We’ve all had that moment at the store where we see a child on the floor crying, kicking and screaming as the mom is frantically working to get the child to stand up as her face turns red from embarrassment or anger. Naturally, our first thought is usually something along the lines of “what a spoiled and/or misbehaved kid.” Maybe you’ve seen this scenario from the mom’s point of view as you’ve tried every trick you can think of to get your child to stop rolling around the floor as others are giving you THE stare.
All children have temper tantrums and meltdowns as part of the normal development process, but what about that kid who has them on a regular basis? Are they acting out because they have a behavior problem? Maybe they haven’t had structure and routine in their daily life and have learned that throwing a fit will get them attention. Or maybe, their parents are at their wit’s end because they have tried all the tricks they know to stop the acting out behaviors but have been unsuccessful. They have finally given in and changed their daily routines and limited taking the child out because they don’t know when a meltdown is going to occur, and it is causing too much stress on the family in public situations.
Have you considered trying to find the underlying reason for the behavior? Behaviors, especially acting out, can happen for many reasons.
We’ve all heard of the “terrible twos”. Toddlerhood is a common time for children to act out. Many times, this behavior is an attempt at communication. Children at this age have many different experiences that they don’t have the words to describe yet. A child at this age may want to play with a preferred toy that is out of their reach or may be hungry or tired, but they don’t have the vocabulary to tell you what they want. Therefore, they will use behavior in an attempt to communicate. With typical development, as children increase their vocabulary and have the ability to verbally communicate, you see a decrease in tantrums.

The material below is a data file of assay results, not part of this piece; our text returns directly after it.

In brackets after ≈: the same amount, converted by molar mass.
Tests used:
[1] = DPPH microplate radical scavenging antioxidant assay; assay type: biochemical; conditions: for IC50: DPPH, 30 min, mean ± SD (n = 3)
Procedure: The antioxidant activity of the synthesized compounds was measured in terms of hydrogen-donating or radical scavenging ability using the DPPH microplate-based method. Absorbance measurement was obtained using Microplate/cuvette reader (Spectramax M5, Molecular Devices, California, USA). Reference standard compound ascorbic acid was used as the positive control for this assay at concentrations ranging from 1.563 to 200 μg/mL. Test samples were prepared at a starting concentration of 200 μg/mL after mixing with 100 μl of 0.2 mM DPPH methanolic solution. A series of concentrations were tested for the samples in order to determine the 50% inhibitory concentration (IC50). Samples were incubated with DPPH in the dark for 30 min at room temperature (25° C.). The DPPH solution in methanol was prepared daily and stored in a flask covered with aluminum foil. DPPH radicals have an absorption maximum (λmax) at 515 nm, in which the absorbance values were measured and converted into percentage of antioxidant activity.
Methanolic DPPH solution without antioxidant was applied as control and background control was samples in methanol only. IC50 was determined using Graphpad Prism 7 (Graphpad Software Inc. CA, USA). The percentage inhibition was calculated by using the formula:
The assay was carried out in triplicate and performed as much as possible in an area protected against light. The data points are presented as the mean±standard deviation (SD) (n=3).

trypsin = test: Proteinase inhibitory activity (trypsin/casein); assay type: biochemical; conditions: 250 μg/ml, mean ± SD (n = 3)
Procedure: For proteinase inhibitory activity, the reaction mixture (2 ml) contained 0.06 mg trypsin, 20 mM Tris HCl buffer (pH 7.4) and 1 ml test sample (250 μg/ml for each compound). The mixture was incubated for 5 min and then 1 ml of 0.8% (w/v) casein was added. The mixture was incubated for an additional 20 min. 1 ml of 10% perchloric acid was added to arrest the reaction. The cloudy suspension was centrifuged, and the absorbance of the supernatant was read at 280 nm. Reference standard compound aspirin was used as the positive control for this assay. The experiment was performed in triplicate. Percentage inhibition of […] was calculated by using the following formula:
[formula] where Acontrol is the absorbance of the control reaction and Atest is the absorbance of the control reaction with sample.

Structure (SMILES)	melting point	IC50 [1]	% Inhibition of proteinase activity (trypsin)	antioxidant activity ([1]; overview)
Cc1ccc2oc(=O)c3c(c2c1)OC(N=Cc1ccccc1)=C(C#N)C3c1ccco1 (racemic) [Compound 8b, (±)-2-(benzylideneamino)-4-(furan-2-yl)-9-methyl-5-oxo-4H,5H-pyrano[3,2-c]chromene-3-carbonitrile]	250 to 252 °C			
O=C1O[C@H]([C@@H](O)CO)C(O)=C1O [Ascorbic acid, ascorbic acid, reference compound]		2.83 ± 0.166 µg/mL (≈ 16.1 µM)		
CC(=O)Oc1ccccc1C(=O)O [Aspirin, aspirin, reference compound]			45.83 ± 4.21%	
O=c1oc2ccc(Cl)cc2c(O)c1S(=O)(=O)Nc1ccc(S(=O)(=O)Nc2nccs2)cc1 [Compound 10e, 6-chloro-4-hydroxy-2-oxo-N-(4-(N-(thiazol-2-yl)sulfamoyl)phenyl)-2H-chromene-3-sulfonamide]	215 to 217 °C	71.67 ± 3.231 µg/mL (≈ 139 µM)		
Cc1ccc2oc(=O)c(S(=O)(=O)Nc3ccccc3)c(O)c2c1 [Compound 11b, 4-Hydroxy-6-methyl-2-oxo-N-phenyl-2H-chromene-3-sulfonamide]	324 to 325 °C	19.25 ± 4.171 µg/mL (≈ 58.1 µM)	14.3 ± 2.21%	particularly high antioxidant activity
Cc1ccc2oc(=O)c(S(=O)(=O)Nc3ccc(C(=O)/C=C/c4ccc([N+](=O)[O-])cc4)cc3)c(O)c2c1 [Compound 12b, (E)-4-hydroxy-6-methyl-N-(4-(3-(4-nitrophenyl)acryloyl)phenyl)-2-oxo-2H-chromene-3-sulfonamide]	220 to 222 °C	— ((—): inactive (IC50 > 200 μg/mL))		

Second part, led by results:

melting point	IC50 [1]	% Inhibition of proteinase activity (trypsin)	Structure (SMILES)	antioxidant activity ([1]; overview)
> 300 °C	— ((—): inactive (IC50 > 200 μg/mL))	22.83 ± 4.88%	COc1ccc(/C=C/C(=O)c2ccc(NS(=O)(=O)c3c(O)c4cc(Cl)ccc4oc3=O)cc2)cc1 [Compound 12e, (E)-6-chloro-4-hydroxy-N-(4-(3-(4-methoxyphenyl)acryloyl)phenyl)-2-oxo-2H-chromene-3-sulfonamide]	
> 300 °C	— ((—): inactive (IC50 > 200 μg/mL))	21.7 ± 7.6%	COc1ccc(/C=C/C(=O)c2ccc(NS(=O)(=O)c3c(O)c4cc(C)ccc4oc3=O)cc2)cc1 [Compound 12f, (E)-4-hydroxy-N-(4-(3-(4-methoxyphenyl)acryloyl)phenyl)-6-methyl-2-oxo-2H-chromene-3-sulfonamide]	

For some children, acting out is truly a behavior problem. Maybe they have learned that throwing fits results in attention, even if it is negative attention. Using positive behavioral supports such as a sticker chart where the child can earn a small reward for positive behavior can be helpful for these children. Research shows that children need 5 positive interactions to every 1 negative reaction to make a behavioral change. That’s a lot of time that parents need to be watching and “catch them being good.”
You may be reading this thinking “I’ve tried those positive behavioral supports, but my child still has meltdowns on a regular basis.” Stop and take a deep breath… you are not a bad parent if those strategies did not work for your child.
Some kids act out because they have a problem with self-regulation due to sensory issues. There are a number of children whose behaviors are an attempt to get the sensory input that their body is craving. For example, the child that continues to climb on the furniture and jump off even though you’ve told them over and over to stop. Others may act out in an attempt to avoid those sensory experiences that are hard for their body. This could be the child that takes forever to get dressed in the morning because the clothes that are laid out may be so uncomfortable that they hurt to wear. Other children may have meltdowns when they are overwhelmed by the amount of sensory stimulation. To learn more about how the body processes sensory experiences click here.
Sometimes determining the why behind the behaviors can be difficult to do. Some kids don’t fit neatly into one category of behaviors. How can you decide the why of your child’s behaviors and what to do to help them? Occupational therapists have been trained to assist families in determining the underlying cause of the behaviors. Once that foundational question has been answered, they can help to set up a positive behavioral support system. For the sensory-based behaviors, they can work to incorporate strategies that will help to normalize some of the overreactive responses or build in needed sensory experiences throughout the child’s daily routine.
Parents, let us help you work to make daily routines easier by helping your child and teaching you the tools you need when these behaviors do occur. We want you to be able to function as a family and make a trip to the grocery store a pleasant experience for you!